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The Effects of Intergroup Competition and Noncompetition on the Decision Quality of Culturally Diverse and Culturally Non-Diverse Groups

Description: The primary purpose of this study was to explore the challenges and benefits associated with cultural diversity within groups. The research hypotheses were proposed to test the effects of cultural diversity on group performance and group processes by comparing culturally diverse and culturally homogeneous groups under conditions of intergroup competition and noncompetition. This experiment was conducted using 500 upper-level undergraduates enrolled in the principles of management course for the fall semester.
Date: August 1995
Creator: Faden, Sandra K. (Sandra Kay)
Partner: UNT Libraries

The Influence of Change in Organizational Size, Level of Integration, and Investment in Technology on Task Specialization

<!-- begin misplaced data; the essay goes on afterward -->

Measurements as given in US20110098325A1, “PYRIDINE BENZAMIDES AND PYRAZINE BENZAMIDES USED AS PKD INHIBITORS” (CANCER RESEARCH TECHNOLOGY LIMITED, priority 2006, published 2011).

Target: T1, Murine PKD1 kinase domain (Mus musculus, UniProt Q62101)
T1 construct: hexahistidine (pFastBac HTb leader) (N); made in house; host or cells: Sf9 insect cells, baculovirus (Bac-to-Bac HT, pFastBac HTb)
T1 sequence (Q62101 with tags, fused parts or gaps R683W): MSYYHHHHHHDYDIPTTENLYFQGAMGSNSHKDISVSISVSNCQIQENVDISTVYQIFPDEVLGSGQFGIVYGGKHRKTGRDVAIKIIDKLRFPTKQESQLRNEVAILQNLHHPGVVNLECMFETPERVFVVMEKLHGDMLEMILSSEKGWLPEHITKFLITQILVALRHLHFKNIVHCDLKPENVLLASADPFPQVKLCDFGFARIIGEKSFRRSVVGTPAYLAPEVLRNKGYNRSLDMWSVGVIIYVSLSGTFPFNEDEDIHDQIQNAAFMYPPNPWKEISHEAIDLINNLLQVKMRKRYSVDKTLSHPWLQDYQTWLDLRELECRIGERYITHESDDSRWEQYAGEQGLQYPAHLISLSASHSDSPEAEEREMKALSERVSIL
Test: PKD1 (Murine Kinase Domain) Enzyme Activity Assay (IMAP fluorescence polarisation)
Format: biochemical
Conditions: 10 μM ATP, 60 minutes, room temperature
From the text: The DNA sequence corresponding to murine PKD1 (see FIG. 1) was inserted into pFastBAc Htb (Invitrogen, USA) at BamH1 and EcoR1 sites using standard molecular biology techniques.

Description: Major changes in organizational structural paradigms have been occurring. Recent journal articles propose that the older philosophies of expanding organizations and increasing internal specialization are no longer viable means to enhance competitiveness as espoused in earlier journal articles. Downsizing, rightsizing, and business process reengineering have all been used as methods of accomplishing organizational work force reduction (OWFR) and enhancing organizational posture. It has been established that as organizations grow, specialization increases. Causes for OWFR have not been established nor have effects upon structure been studied. Previous structural factor studies have focused upon organizations engaged in end-game strategies done during periods of internal and economic growth. This study evaluates the impacts of OWFR and its relationship to the structural factor of specialization during a non-munificent economic period. Three independent variables, dis-integration, change in the number of employees, and change in technology, were used as measures to determine whether specialization decreased when organizations downsized. The dependent variable, specialization, was obtained through a pre-tested questionnaire. The three independent variables were obtained using the Compustat data base as a secondary source of information. The Compustat data was verified using data from Compact Disclosure. Questionnaires were mailed to fifty-one fully integrated oil companies. Forty were returned after three mailings yielding a response rate of seventy-eight percent. The unit of analysis for the data collected was the firm. The data were analyzed using multiple regression to determine the strength of the relationship between the variables. Results indicate a significant relationship between two of the independent variables and the dependent variable: dis-integration and specialization and change in the number of employees and specialization. Findings were insignificant for the third independent variable and the dependent variable: change in technology and specialization. Analysis of the quantitative results and the qualitative responses of the participants show that dis-integration and a ...